So far, we have restricted ourselves to describing anonymity. We extend these notions to allow for the use of pseudonyms : if two transactions in the system can be linked, then the attributes which allow them to be linked make up a pseudonym. For example, in an author-pseudonymous system, the documents digitally signed by \Publius" could all be veri ed as \belonging to Publius" without anyone coming to know who \Publius" is in `real life.' Both anonymity and pseudonymity protect the privacy of the user's location and true name. Location refers to the actual physical connection to the system. The term \true name" was introduced by Vinge 48] and popularized by May 33] to refer to the legal identity of an individual. Knowing someone's true name or location allows you to hurt him or her. Many di erent actions can be linked to the same pseudonym, while an anonymous system allows no linking at all. This allows the pseudonym to acquire a reputation. Free Haven uses pseudonyms to give each server a reputation the reputation in uences how much data a server can store and provides an incentive to act correctly. 3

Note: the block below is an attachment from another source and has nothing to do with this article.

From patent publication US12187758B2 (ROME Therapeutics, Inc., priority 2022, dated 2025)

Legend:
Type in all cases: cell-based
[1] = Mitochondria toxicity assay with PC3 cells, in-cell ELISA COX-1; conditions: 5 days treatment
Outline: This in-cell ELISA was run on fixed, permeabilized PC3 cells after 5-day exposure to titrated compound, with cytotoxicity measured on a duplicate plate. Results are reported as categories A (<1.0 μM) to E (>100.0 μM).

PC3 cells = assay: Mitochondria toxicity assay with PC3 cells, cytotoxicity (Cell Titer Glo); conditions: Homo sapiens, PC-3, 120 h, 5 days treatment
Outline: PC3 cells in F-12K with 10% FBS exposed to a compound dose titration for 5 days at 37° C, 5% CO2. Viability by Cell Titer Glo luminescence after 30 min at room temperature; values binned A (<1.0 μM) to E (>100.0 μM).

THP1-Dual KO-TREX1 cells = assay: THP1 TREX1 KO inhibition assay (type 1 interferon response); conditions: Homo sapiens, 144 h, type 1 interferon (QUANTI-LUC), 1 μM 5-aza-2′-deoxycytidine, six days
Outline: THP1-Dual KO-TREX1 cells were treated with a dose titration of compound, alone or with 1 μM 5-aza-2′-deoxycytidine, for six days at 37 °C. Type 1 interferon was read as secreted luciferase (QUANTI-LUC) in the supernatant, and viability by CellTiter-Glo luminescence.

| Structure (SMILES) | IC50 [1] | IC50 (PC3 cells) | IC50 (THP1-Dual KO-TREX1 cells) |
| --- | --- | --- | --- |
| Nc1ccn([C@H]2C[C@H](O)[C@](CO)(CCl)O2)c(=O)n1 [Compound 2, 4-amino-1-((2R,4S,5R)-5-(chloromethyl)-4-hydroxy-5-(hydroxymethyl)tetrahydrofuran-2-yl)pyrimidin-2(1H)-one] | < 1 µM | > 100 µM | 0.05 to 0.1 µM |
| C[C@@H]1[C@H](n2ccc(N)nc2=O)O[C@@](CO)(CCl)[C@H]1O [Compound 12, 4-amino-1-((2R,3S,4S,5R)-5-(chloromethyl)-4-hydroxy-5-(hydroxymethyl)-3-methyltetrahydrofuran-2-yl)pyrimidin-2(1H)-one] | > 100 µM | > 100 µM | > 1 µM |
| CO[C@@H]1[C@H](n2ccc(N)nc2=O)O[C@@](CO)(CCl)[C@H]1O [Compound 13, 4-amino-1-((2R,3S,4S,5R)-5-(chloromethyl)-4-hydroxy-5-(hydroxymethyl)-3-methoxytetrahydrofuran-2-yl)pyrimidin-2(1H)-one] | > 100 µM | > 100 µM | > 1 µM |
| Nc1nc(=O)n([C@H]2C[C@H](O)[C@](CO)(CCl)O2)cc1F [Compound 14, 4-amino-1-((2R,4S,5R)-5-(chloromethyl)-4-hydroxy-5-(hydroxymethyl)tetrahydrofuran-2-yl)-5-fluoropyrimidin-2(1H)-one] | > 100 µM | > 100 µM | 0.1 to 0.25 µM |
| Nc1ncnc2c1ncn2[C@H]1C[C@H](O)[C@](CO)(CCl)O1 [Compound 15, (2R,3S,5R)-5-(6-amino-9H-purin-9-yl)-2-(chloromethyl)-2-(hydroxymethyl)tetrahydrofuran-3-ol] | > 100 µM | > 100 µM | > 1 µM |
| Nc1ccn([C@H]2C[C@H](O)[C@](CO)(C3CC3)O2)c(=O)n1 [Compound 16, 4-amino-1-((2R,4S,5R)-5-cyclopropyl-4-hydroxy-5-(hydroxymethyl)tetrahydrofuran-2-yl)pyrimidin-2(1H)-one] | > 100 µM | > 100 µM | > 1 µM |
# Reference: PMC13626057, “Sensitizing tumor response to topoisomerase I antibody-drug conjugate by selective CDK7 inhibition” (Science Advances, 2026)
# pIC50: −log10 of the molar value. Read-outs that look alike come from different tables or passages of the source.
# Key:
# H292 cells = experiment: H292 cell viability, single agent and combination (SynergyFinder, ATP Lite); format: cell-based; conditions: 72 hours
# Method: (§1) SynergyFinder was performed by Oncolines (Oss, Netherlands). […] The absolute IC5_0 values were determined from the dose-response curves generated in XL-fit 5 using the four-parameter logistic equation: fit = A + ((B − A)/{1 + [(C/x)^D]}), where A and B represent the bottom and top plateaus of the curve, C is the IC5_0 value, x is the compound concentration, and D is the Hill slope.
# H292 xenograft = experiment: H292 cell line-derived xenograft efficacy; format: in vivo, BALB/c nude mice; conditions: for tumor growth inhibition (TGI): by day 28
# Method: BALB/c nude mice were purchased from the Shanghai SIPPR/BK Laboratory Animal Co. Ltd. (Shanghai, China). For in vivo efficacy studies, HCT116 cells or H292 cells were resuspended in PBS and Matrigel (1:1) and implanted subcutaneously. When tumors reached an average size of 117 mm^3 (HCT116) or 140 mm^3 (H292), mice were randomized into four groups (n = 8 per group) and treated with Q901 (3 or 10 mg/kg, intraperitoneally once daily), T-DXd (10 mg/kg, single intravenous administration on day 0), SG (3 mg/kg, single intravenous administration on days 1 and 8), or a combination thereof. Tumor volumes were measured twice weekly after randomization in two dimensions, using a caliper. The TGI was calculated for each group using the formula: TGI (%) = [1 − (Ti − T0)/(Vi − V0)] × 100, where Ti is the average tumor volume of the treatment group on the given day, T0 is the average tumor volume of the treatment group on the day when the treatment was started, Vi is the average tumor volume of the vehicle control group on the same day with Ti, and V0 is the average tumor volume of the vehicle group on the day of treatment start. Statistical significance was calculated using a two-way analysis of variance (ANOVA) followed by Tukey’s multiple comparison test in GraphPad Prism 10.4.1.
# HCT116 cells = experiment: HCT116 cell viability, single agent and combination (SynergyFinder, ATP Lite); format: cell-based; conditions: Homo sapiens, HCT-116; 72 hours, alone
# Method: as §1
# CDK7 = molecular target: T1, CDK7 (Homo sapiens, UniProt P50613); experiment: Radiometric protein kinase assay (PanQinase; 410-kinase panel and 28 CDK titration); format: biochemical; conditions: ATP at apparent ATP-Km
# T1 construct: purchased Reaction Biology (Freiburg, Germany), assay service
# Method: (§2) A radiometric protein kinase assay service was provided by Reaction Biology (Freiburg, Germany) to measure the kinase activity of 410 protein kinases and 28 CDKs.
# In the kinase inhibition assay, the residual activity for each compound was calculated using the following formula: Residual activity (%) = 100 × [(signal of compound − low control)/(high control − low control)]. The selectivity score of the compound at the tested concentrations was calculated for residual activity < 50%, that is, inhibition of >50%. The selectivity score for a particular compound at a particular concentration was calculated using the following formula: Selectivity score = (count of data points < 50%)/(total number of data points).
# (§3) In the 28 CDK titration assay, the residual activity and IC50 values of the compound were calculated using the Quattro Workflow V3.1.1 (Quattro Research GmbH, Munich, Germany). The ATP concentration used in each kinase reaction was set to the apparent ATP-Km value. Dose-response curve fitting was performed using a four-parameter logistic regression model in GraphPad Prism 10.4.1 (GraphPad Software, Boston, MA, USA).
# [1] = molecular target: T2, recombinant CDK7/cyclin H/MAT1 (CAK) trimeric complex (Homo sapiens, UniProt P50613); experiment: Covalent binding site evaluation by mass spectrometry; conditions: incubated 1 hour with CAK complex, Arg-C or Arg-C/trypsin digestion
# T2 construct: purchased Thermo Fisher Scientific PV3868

Often an adversary can gain some partial information about the users of a system, such as the fact that they have high-bandwidth connections or all live in California. Preventing an adversary from obtaining any such information may be impossible. Instead of asking \is the system anonymous?" the question shifts to \is it anonymous enough?" We might say that a system is partially anonymous if an adversary can only narrow down a search for a user to one of a \set of suspects." If the set is large enough, it is impractical for an adversary to act as if any single suspect were guilty. On the other hand, when the set of suspects is small, mere suspicion may cause an adversary to take action against all of them. An alternate approach to classifying levels of anonymity is presented by 41], where anonymity levels for users range from \exposed" to \beyond suspicion". These levels are in terms of an idealized adversary's reasonable belief that a user or set of users has performed some particular action. Independently, Syverson and Stubblebine have developed a logic for talking about the adversary's view of a set of suspects 46]. The logic gives a formal meaning to a \set of suspects" and the notion of an adversary's belief. Suppose an author signs his true name to a document before placing it into an anonymous publication system. Is the system still anonymous? This situation raises a crucial question: where does the responsibility of an anonymous publication system begin, and where does it end? What can such a system reasonably be expected to protect? We can give an answer to these questions by explicitly specifying a model for anonymous publication. We model anonymous publication systems as a single entity (call it Ted) which coordinates communication between other entities in the network. In our model we have a set of senders fAliceig, and a set of recipients fBobj g. When an Alice sends a message to a Bob, Ted receives the message and delivers it to the appropriate Bob. The privacy characteristics of Ted as a communication channel de ne the level of anonymity that Ted provides. These privacy characteristics include linkability ability to reply, persistence of this ability, privacy of this reply content leaks channel leaks persistence of speech and authorized readers. We emphasize that Ted is not simply a \trusted third party" (despite the name), but provides a speci c set of characteristics and does not provide others. For a more complete look at privacy characteristics, look at the rst author's thesis 13]. In addition, we will need to complicate this notion with other characteristics, such as reliability of delivery, cost of using a given path, and availability and fragility of the network. Thus if we can convince ourselves that a given anonymous publishing design is in some sense `equivalent' to a Ted with certain privacy characteristics, then we can more easily reason about the level of protection provided by that design { by reasoning instead about Ted. In particular, we can ask the question \what is the responsibility of the system" with respect to Ted. More formally, for each message Mi which Alicei sends, there is some probability distribution Di which describes the chance of each Bob being the recipient of the message. If we can replace Ted with a decentralized system which provides an indistinguishable probability distribution for all messages, then we have shown that the decentralized system is equivalent to thi Ted. This may give us an easier way to di erentiate between the level of anonymity provided by various projects, because comparing Teds is easier and more intuitive than trying to reason about the e ects of trading or caching issues directly. This description requires signi cant work before it can become a formal model. For instance, we need to de ne exactly what we mean by privacy characteristics and enumerate them all we need to gure out what it means for a probability distribution to be equivalent in this context and we need to determine exactly how to describe a probability distribution over a complex system like Freenet or Mojo Nation. 4